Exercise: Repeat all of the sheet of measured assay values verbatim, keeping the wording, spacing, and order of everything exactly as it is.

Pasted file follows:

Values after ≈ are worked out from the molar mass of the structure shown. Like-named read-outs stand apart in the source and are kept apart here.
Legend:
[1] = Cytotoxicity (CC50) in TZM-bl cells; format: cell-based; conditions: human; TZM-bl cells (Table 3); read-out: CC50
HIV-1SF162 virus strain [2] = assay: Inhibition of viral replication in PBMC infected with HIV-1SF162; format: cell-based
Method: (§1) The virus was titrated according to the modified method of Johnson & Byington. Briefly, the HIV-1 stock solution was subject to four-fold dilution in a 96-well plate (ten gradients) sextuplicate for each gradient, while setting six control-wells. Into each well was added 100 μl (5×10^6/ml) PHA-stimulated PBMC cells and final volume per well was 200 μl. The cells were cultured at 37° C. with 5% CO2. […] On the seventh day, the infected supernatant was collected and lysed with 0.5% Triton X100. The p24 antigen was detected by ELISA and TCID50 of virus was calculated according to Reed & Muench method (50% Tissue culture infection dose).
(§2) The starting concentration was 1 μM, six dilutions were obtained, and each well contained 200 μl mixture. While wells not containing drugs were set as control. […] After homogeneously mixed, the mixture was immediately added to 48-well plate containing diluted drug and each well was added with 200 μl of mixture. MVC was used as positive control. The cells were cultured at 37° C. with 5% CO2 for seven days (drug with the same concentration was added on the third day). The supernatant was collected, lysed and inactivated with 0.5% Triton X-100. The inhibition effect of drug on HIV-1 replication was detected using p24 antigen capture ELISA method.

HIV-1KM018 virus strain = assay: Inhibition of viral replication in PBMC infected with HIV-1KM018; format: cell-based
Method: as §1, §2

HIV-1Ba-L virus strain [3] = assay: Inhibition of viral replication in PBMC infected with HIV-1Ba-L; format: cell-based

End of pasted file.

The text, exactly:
Values after ≈ are worked out from the molar mass of the structure shown. Like-named read-outs stand apart in the source and are kept apart here.
Legend:
[1] = Cytotoxicity (CC50) in TZM-bl cells; format: cell-based; conditions: human; TZM-bl cells (Table 3); read-out: CC50
HIV-1SF162 virus strain [2] = assay: Inhibition of viral replication in PBMC infected with HIV-1SF162; format: cell-based
Method: (§1) The virus was titrated according to the modified method of Johnson & Byington. Briefly, the HIV-1 stock solution was subject to four-fold dilution in a 96-well plate (ten gradients) sextuplicate for each gradient, while setting six control-wells. Into each well was added 100 μl (5×10^6/ml) PHA-stimulated PBMC cells and final volume per well was 200 μl. The cells were cultured at 37° C. with 5% CO2. […] On the seventh day, the infected supernatant was collected and lysed with 0.5% Triton X100. The p24 antigen was detected by ELISA and TCID50 of virus was calculated according to Reed & Muench method (50% Tissue culture infection dose).
(§2) The starting concentration was 1 μM, six dilutions were obtained, and each well contained 200 μl mixture. While wells not containing drugs were set as control. […] After homogeneously mixed, the mixture was immediately added to 48-well plate containing diluted drug and each well was added with 200 μl of mixture. MVC was used as positive control. The cells were cultured at 37° C. with 5% CO2 for seven days (drug with the same concentration was added on the third day). The supernatant was collected, lysed and inactivated with 0.5% Triton X-100. The inhibition effect of drug on HIV-1 replication was detected using p24 antigen capture ELISA method.

HIV-1KM018 virus strain = assay: Inhibition of viral replication in PBMC infected with HIV-1KM018; format: cell-based
Method: as §1, §2

HIV-1Ba-L virus strain [3] = assay: Inhibition of viral replication in PBMC infected with HIV-1Ba-L; format: cell-based